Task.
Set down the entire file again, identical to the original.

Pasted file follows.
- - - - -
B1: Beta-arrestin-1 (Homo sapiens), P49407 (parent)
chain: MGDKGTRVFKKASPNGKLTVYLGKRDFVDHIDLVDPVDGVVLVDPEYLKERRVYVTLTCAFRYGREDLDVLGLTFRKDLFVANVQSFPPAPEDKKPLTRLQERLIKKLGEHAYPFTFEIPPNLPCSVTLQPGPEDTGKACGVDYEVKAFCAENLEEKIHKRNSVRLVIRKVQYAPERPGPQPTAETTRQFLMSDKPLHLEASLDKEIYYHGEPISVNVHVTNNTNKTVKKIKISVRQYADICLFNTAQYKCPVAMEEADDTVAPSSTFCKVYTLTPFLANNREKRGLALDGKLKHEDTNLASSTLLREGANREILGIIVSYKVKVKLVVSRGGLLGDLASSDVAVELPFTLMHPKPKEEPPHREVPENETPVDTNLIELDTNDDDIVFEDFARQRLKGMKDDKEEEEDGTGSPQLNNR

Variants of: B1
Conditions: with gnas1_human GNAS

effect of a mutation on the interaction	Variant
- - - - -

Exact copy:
B1: Beta-arrestin-1 (Homo sapiens), P49407 (parent)
chain: MGDKGTRVFKKASPNGKLTVYLGKRDFVDHIDLVDPVDGVVLVDPEYLKERRVYVTLTCAFRYGREDLDVLGLTFRKDLFVANVQSFPPAPEDKKPLTRLQERLIKKLGEHAYPFTFEIPPNLPCSVTLQPGPEDTGKACGVDYEVKAFCAENLEEKIHKRNSVRLVIRKVQYAPERPGPQPTAETTRQFLMSDKPLHLEASLDKEIYYHGEPISVNVHVTNNTNKTVKKIKISVRQYADICLFNTAQYKCPVAMEEADDTVAPSSTFCKVYTLTPFLANNREKRGLALDGKLKHEDTNLASSTLLREGANREILGIIVSYKVKVKLVVSRGGLLGDLASSDVAVELPFTLMHPKPKEEPPHREVPENETPVDTNLIELDTNDDDIVFEDFARQRLKGMKDDKEEEEDGTGSPQLNNR

Variants of: B1
Conditions: with gnas1_human GNAS

effect of a mutation on the interaction	Variant